Nyan Cat is the name of a YouTube video uploaded in April 2011, which became an Internet meme. The video merged a Japanese pop song sung by Hatsune Miku with an animated cartoon cat with a Pop-Tart for a torso, flying through space, and leaving a rainbow trail behind it. The video ranked at number 5 on the list of most viewed YouTube videos in 2011.
On April 2, 2011, the GIF animation of the cat was posted by 25-year-old Christopher Torres of Dallas, Texas, who uses the name "prguitarman", on his website LOL-Comics. Torres explained in an interview where the idea for the animation came from: "I was doing a donation drive for the Red Cross and in-between drawings in my Livestream video chat, two different people mentioned I should draw a 'Pop Tart' and a 'cat'." In response, he created a hybrid image of a Pop-Tart and a cat, which was developed a few days later into the animated GIF. The design of Nyan Cat was influenced by Torres' pet cat Marty, who died in November 2012 from feline infectious peritonitis.
An excerpt from the song
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The original version of the song "Nyanyanyanyanyanyanya!" was uploaded by user "daniwell" to the Japanese video site Niconico on July 25, 2010. The song features the Vocaloid Hatsune Miku. The Japanese word nya is onomatopoeic, imitating the call of a cat (equivalent to English "meow").
On January 30, 2011, a user named "Momomomo" uploaded a cover of "Nyanyanyanyanyanyanya!" featuring the UTAU voice Momone Momo. The voice source used to create the Momone Momo voice was Momoko Fujimoto, a Japanese woman who lives in Tokyo.
YouTube user "saraj00n" (whose real name is Sara) combined the cat animation with the "Momo Momo" version of the song "Nyanyanyanyanyanyanya!", and uploaded it to YouTube on April 5, 2011, three days after Torres had uploaded his animation, giving it the title "Nyan Cat". The video rapidly became a success after being featured on websites including G4 and CollegeHumor. Christopher Torres said: "Originally, its name was Pop Tart Cat, and I will continue to call it so, but the Internet has reached a decision to name it Nyan Cat, and I’m happy with that choice, too."
The Nyan Cat music video reached ninth place in Business Insider's top ten viral videos of April 2011, with 7.2 million total views. The original YouTube video has received over 146 million views as of May 30, 2017[update]. Due to its popularity, many new remixes and cover versions have been made, some several hours long. There are also ringtones, wallpapers and applications created for operating systems and devices including Windows, iPhone, iPad, Symbian, Android, Windows Phone, and HP webOS. "Nyan Cat Adventure", by 21st Street Games, is an officially licensed game. An officially licensed cryptocurrency entitled "Nyancoin" with the domain name nyanco.in (later nyan-coin.org) was launched in January 2014.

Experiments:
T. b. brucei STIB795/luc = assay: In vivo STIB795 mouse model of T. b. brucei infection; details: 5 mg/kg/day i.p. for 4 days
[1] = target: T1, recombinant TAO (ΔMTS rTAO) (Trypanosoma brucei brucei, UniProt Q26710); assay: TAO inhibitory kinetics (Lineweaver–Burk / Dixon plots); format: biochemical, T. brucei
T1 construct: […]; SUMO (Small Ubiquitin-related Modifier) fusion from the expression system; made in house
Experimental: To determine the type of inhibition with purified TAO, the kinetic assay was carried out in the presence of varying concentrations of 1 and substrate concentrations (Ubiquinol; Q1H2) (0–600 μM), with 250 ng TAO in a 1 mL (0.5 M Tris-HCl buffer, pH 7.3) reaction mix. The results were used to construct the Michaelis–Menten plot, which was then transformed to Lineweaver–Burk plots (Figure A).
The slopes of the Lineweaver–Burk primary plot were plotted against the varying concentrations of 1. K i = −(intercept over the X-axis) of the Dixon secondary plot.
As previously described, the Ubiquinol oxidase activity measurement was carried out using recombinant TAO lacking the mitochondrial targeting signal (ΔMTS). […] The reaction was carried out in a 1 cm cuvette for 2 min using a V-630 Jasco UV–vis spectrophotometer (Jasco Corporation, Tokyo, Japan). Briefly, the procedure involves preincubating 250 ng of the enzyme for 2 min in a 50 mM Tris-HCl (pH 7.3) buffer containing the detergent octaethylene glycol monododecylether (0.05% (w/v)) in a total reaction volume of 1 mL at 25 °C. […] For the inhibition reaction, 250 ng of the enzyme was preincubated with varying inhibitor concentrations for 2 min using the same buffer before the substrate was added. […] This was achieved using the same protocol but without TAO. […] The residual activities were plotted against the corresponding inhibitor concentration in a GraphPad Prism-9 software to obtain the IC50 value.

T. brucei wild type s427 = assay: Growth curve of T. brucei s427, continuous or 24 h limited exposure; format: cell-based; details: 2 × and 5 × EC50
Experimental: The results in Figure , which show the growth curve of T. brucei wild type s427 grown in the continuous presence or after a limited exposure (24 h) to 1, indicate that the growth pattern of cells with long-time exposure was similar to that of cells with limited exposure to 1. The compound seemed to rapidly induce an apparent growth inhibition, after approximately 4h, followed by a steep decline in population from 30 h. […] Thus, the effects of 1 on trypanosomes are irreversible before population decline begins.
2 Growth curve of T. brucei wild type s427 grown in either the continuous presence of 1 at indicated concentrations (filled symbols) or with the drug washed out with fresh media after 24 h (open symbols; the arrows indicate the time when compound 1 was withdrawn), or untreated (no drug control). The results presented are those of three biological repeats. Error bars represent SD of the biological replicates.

Christopher Torres initially criticized the website  and the same background music. The site, which uses the .cat sponsored top-level domain, was described by Torres as "plagiarized". Since 2012 the website has been operated by Torres, and shows the authentic version of the cat., which originally featured a similar-looking cat with the pop tart replaced by a slice of toast,
Temporary DMCA takedown
On June 27, 2011, the original YouTube video was taken down from the site following a Digital Millennium Copyright Act complaint from someone claiming to be Torres. Torres immediately issued a statement on his website LOL-comics denying that he was the source of the complaint, and contacted Saraj00n and daniwell, who hold the copyright for the video and the song, in order to file a counter-complaint to YouTube. During the period that the video was unavailable for viewing, Torres received numerous abusive e-mails from people who wrongly believed that he had filed the DMCA complaint. On June 28, 2011, the Nyan Cat video was restored to YouTube.
In May 2013, Christopher Torres and Charles Schmidt, the creators of Nyan Cat and Keyboard Cat respectively, jointly sued 5th Cell and Warner Bros. for copyright infringement and trademark infringement over the appearance of these characters without permission in the Scribblenauts series of video games. Torres and Schmidt have registered copyrights on their characters and have pending trademark applications on the names. Torres released a statement saying that he had tried to obtain compensation from 5th Cell and Warner Bros. for commercial use of the character, but was "disrespected and snubbed" multiple times. The suit was settled in September 2013, with Torres and Schmidt being paid for the use of the characters.
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